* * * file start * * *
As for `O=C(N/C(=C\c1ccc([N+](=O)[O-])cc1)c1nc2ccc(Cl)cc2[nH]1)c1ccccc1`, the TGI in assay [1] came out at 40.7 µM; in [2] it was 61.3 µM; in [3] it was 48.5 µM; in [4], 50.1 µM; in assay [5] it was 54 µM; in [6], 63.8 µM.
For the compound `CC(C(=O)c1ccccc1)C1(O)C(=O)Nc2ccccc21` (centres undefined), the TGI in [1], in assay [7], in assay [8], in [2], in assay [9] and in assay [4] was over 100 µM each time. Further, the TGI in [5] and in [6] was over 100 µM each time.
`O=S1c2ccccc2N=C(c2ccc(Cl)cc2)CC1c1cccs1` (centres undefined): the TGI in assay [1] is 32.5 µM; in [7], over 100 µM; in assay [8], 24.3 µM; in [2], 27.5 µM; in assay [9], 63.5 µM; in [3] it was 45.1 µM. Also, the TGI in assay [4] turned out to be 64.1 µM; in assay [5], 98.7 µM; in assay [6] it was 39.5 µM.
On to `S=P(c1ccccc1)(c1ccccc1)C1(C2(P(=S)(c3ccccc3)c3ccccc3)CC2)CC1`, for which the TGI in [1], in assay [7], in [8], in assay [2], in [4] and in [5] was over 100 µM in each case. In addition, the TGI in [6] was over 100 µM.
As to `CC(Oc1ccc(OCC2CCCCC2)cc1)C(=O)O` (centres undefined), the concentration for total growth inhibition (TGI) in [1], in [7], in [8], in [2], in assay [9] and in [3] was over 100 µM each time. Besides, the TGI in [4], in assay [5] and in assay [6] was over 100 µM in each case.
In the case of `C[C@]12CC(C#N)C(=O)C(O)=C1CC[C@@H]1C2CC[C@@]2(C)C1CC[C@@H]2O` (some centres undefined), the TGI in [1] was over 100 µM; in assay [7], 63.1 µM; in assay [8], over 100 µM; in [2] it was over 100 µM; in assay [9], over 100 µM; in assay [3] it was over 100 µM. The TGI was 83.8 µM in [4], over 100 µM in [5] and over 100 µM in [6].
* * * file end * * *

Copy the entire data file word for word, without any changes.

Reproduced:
As for `O=C(N/C(=C\c1ccc([N+](=O)[O-])cc1)c1nc2ccc(Cl)cc2[nH]1)c1ccccc1`, the TGI in assay [1] came out at 40.7 µM; in [2] it was 61.3 µM; in [3] it was 48.5 µM; in [4], 50.1 µM; in assay [5] it was 54 µM; in [6], 63.8 µM.
For the compound `CC(C(=O)c1ccccc1)C1(O)C(=O)Nc2ccccc21` (centres undefined), the TGI in [1], in assay [7], in assay [8], in [2], in assay [9] and in assay [4] was over 100 µM each time. Further, the TGI in [5] and in [6] was over 100 µM each time.
`O=S1c2ccccc2N=C(c2ccc(Cl)cc2)CC1c1cccs1` (centres undefined): the TGI in assay [1] is 32.5 µM; in [7], over 100 µM; in assay [8], 24.3 µM; in [2], 27.5 µM; in assay [9], 63.5 µM; in [3] it was 45.1 µM. Also, the TGI in assay [4] turned out to be 64.1 µM; in assay [5], 98.7 µM; in assay [6] it was 39.5 µM.
On to `S=P(c1ccccc1)(c1ccccc1)C1(C2(P(=S)(c3ccccc3)c3ccccc3)CC2)CC1`, for which the TGI in [1], in assay [7], in [8], in assay [2], in [4] and in [5] was over 100 µM in each case. In addition, the TGI in [6] was over 100 µM.
As to `CC(Oc1ccc(OCC2CCCCC2)cc1)C(=O)O` (centres undefined), the concentration for total growth inhibition (TGI) in [1], in [7], in [8], in [2], in assay [9] and in [3] was over 100 µM each time. Besides, the TGI in [4], in assay [5] and in assay [6] was over 100 µM in each case.
In the case of `C[C@]12CC(C#N)C(=O)C(O)=C1CC[C@@H]1C2CC[C@@]2(C)C1CC[C@@H]2O` (some centres undefined), the TGI in [1] was over 100 µM; in assay [7], 63.1 µM; in assay [8], over 100 µM; in [2] it was over 100 µM; in assay [9], over 100 µM; in assay [3] it was over 100 µM. The TGI was 83.8 µM in [4], over 100 µM in [5] and over 100 µM in [6].